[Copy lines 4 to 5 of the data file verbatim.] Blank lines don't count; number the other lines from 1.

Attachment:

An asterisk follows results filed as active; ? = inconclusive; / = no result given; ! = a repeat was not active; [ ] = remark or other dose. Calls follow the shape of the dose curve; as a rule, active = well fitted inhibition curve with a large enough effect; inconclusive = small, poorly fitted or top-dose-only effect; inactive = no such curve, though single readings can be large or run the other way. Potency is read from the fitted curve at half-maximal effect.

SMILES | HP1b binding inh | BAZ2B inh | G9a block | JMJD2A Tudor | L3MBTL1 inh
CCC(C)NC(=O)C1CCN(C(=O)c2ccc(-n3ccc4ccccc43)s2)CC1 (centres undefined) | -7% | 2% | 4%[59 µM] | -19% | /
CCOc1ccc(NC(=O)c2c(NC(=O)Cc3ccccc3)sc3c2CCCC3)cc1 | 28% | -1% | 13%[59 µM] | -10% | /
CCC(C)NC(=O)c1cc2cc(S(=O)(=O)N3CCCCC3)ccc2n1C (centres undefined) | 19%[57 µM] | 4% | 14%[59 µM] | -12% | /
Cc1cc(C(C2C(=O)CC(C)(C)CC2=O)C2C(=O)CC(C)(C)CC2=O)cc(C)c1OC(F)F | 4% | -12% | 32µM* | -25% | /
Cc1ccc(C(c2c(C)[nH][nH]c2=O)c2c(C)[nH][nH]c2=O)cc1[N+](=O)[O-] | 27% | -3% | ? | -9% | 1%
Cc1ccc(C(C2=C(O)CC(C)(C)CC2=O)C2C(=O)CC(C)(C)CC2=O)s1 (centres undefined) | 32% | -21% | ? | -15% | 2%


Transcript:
CCOc1ccc(NC(=O)c2c(NC(=O)Cc3ccccc3)sc3c2CCCC3)cc1 | 28% | -1% | 13%[59 µM] | -10% | /
CCC(C)NC(=O)c1cc2cc(S(=O)(=O)N3CCCCC3)ccc2n1C (centres undefined) | 19%[57 µM] | 4% | 14%[59 µM] | -12% | /